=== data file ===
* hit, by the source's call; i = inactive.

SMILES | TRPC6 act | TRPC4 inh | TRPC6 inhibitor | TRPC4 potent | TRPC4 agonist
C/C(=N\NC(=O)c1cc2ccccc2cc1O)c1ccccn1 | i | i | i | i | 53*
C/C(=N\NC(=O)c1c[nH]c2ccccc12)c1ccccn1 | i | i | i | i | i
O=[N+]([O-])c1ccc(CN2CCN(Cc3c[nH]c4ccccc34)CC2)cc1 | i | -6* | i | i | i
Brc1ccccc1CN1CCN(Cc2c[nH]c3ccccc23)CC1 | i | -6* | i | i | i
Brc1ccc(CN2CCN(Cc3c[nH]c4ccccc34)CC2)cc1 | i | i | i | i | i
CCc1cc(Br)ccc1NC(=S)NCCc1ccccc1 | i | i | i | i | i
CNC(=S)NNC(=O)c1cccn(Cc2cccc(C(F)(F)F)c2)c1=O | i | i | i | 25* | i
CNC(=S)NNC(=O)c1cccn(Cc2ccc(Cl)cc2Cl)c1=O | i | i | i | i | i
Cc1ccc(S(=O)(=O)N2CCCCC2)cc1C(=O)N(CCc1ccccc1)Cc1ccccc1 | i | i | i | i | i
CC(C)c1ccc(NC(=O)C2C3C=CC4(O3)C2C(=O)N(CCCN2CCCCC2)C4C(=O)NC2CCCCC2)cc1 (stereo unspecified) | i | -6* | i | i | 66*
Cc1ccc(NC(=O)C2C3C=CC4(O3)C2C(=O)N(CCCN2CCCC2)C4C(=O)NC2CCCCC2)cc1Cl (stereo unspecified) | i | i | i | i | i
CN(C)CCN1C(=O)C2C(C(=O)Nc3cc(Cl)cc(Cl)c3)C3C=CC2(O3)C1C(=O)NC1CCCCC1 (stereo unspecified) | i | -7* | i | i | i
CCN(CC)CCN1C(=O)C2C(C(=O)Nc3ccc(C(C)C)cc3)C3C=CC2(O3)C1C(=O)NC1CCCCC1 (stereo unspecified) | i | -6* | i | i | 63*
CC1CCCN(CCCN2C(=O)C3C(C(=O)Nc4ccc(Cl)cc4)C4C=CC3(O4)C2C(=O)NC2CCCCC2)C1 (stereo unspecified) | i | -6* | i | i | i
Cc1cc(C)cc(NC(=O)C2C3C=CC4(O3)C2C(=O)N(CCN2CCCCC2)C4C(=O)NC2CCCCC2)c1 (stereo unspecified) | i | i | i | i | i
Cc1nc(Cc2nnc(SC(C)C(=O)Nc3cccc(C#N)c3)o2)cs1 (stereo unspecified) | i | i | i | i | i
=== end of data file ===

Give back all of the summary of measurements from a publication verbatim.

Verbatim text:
* hit, by the source's call; i = inactive.

SMILES | TRPC6 act | TRPC4 inh | TRPC6 inhibitor | TRPC4 potent | TRPC4 agonist
C/C(=N\NC(=O)c1cc2ccccc2cc1O)c1ccccn1 | i | i | i | i | 53*
C/C(=N\NC(=O)c1c[nH]c2ccccc12)c1ccccn1 | i | i | i | i | i
O=[N+]([O-])c1ccc(CN2CCN(Cc3c[nH]c4ccccc34)CC2)cc1 | i | -6* | i | i | i
Brc1ccccc1CN1CCN(Cc2c[nH]c3ccccc23)CC1 | i | -6* | i | i | i
Brc1ccc(CN2CCN(Cc3c[nH]c4ccccc34)CC2)cc1 | i | i | i | i | i
CCc1cc(Br)ccc1NC(=S)NCCc1ccccc1 | i | i | i | i | i
CNC(=S)NNC(=O)c1cccn(Cc2cccc(C(F)(F)F)c2)c1=O | i | i | i | 25* | i
CNC(=S)NNC(=O)c1cccn(Cc2ccc(Cl)cc2Cl)c1=O | i | i | i | i | i
Cc1ccc(S(=O)(=O)N2CCCCC2)cc1C(=O)N(CCc1ccccc1)Cc1ccccc1 | i | i | i | i | i
CC(C)c1ccc(NC(=O)C2C3C=CC4(O3)C2C(=O)N(CCCN2CCCCC2)C4C(=O)NC2CCCCC2)cc1 (stereo unspecified) | i | -6* | i | i | 66*
Cc1ccc(NC(=O)C2C3C=CC4(O3)C2C(=O)N(CCCN2CCCC2)C4C(=O)NC2CCCCC2)cc1Cl (stereo unspecified) | i | i | i | i | i
CN(C)CCN1C(=O)C2C(C(=O)Nc3cc(Cl)cc(Cl)c3)C3C=CC2(O3)C1C(=O)NC1CCCCC1 (stereo unspecified) | i | -7* | i | i | i
CCN(CC)CCN1C(=O)C2C(C(=O)Nc3ccc(C(C)C)cc3)C3C=CC2(O3)C1C(=O)NC1CCCCC1 (stereo unspecified) | i | -6* | i | i | 63*
CC1CCCN(CCCN2C(=O)C3C(C(=O)Nc4ccc(Cl)cc4)C4C=CC3(O4)C2C(=O)NC2CCCCC2)C1 (stereo unspecified) | i | -6* | i | i | i
Cc1cc(C)cc(NC(=O)C2C3C=CC4(O3)C2C(=O)N(CCN2CCCCC2)C4C(=O)NC2CCCCC2)c1 (stereo unspecified) | i | i | i | i | i
Cc1nc(Cc2nnc(SC(C)C(=O)Nc3cccc(C#N)c3)o2)cs1 (stereo unspecified) | i | i | i | i | i